I am still working my way through Our Mathematical  Universe, by Max Tegmark, and having a good time doing that.   The book describes the current thinking about the Big Bang, cosmic expansion, the size and shape of our universe, and the reasons that it has turned out to be that way.
            Now I am on the part were he begins to describe the possibilities of other kinds of  universes, places that should exist, according to the current theories, but we may never be able to actually verify.  But he gives some limitations to even the strangeness of these places, that are basic to their existence, at least in the way that we understand the word existence.

One of these limitations struck me as a very important consideration for those of us who have deal with and explain people’s psychological existence, and usefulness.   On location 2781 of the Kindle editions Dr. Tegmark  states that it necessary for the stability of any universe to have only three space dimensions, and only one time dimension.  “With more than three space dimensions there are no stable atoms or solar systems.  With fewer, there’s no gravitation attraction.”  Ok, fine, I got that. (If you don’t, you can work on that yourself).
            Then he goes on to say, and this is the important part for me: “With more or less than one time dimension,  physics loses all predictive power, and there would be no point in evolving a brain.”
            What he is saying here, and I really agree with,  is that the major reason we have a brain and gain all of our knowledge, is for predictive purposes.  Those of us who survive and thrive are those of us who are best at figuring out what will be happening next, and then also figuring out how to deal with that.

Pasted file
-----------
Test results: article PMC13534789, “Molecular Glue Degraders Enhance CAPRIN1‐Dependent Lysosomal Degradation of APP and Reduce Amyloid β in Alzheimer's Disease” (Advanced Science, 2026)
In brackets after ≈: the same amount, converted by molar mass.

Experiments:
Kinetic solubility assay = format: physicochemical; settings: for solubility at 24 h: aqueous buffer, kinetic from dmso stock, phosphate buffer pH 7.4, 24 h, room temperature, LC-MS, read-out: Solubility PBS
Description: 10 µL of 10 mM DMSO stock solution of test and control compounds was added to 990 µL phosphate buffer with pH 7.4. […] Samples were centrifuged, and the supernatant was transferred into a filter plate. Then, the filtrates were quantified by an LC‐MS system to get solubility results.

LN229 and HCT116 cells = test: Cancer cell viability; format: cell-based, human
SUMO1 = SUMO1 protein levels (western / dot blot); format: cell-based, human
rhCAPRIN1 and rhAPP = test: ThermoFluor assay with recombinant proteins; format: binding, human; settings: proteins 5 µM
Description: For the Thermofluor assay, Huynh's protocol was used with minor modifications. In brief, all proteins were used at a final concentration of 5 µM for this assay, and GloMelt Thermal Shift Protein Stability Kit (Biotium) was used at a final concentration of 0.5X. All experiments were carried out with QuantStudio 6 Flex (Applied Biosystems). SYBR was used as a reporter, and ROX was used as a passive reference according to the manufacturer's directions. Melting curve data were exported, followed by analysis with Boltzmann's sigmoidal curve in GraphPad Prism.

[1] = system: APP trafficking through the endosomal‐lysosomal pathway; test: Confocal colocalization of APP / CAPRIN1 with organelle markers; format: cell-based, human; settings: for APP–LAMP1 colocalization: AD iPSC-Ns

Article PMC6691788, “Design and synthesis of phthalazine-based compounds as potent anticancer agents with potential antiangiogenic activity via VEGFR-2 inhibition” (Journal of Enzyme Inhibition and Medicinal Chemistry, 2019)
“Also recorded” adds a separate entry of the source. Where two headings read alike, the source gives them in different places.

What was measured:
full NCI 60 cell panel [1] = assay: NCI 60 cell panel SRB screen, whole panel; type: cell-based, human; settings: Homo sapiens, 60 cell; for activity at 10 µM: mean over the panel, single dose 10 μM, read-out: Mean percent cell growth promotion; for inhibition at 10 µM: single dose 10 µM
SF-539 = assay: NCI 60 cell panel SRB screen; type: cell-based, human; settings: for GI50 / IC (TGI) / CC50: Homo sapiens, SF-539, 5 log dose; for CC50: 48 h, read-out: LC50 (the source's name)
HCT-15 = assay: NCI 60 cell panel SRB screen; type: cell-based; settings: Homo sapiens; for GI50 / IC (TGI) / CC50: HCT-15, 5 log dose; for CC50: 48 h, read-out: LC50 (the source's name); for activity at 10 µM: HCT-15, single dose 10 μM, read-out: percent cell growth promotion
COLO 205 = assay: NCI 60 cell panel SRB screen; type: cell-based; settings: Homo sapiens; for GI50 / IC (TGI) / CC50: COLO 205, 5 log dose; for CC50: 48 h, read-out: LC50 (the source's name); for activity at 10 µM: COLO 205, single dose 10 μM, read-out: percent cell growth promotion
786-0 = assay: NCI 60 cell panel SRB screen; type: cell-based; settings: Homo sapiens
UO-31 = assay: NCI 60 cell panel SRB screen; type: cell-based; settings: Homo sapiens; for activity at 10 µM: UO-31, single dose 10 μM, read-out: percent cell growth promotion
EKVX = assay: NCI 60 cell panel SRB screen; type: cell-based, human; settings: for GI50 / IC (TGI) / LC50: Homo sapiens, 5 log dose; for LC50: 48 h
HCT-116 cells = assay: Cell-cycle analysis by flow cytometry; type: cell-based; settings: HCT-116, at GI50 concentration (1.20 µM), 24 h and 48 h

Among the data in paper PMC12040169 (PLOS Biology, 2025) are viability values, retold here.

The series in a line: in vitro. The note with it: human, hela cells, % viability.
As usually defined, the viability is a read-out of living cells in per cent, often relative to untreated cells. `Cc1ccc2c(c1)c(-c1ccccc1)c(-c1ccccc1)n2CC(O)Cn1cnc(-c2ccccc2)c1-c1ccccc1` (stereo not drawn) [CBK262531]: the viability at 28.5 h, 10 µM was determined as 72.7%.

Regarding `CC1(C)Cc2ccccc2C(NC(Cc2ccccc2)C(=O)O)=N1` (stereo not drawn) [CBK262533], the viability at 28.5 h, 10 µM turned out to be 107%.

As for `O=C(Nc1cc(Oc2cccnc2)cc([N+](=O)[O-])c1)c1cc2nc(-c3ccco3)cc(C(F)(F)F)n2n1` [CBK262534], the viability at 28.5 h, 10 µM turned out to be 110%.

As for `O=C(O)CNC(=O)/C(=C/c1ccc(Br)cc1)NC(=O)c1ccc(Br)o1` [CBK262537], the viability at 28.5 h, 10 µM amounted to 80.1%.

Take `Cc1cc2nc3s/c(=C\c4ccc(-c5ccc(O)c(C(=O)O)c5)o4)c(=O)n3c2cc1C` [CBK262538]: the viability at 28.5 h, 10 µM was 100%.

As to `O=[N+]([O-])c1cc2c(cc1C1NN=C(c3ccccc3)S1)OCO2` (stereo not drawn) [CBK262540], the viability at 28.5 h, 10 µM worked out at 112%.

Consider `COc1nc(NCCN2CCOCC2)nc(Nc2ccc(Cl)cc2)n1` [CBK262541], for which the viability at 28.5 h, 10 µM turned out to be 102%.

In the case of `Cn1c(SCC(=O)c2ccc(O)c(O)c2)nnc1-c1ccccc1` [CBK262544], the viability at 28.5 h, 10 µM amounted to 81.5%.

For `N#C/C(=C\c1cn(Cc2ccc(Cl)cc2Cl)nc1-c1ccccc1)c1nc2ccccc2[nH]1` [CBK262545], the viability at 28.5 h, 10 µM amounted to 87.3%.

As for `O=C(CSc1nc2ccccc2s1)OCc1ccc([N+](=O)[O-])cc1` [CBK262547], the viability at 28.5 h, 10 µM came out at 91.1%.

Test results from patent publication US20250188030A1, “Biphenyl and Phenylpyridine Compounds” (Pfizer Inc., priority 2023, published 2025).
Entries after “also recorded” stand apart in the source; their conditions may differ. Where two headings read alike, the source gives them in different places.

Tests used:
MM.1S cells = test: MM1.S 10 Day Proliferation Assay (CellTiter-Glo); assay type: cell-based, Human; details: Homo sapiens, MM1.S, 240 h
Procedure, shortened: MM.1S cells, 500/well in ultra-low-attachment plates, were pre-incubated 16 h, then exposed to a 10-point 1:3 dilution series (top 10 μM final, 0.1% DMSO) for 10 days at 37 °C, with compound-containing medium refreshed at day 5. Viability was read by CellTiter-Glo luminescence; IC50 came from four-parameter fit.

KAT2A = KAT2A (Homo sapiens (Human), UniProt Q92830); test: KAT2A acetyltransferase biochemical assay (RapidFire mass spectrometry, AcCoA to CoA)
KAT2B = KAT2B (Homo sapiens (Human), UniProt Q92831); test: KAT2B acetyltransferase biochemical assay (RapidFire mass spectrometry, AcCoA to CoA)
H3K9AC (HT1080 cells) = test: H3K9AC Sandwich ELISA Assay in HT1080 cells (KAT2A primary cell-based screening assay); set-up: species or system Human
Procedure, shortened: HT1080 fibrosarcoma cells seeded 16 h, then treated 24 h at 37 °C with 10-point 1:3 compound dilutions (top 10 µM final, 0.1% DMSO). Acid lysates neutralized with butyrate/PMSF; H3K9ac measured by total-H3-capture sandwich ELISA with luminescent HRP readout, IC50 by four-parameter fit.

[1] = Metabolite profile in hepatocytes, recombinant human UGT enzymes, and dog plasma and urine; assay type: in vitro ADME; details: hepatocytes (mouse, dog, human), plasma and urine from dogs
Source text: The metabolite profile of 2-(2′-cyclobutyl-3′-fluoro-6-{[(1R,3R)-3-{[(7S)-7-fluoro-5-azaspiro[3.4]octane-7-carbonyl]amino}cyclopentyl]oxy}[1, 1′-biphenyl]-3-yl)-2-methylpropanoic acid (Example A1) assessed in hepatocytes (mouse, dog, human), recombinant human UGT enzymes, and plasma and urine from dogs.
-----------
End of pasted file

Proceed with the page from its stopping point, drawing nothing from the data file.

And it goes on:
I have read before, I am pretty sure it was from Daniel Dennett, but he may have been quoting someone else, that the only real measure of intelligence is the ability to anticipate.   To me that means that a great deal of the measures we have of “IQ” are only of things that are one or two steps away from the real skills necessary to survive and be successful. Yes, it is probably helpful to be good at math, to have an extensive vocabulary, and to be able to put puzzle pieces together, but if you can’t figure out which way the bus will be coming down the street before you step off the curb, all those other skills won’t help much.
            We learn from out experiences, how the world works, that is why each of use thinks things work slightly differently.  Smart people can anticipate what is coming next.  Really smart people think about what will happen after that.
            Dr. Tegmark points out that this is only true if you live in a universe in which time only moves in one direction.  If time jumps all around, from past to future, to past , to present. It is useless to try to make any predictions., so don’t even bother developing a brain.  Thankfully, we live in the right kind of universe.  I hope you all can learn to take advantage of that.

Monday, March 03, 2014

Time keeps on slipping, slipping ,slipping....

It is clear that life does not slow down and give me time to reflect. I thought that by now I would begin to feel the effects of my diminishing work load, but no way will that ever happen on it's own. It seems that the changes in the world have meshed beautifully with the changes in my family to fill any possible moments I may have been hoping to use to do the things I often thought I would someday have the time to do, such as --very little.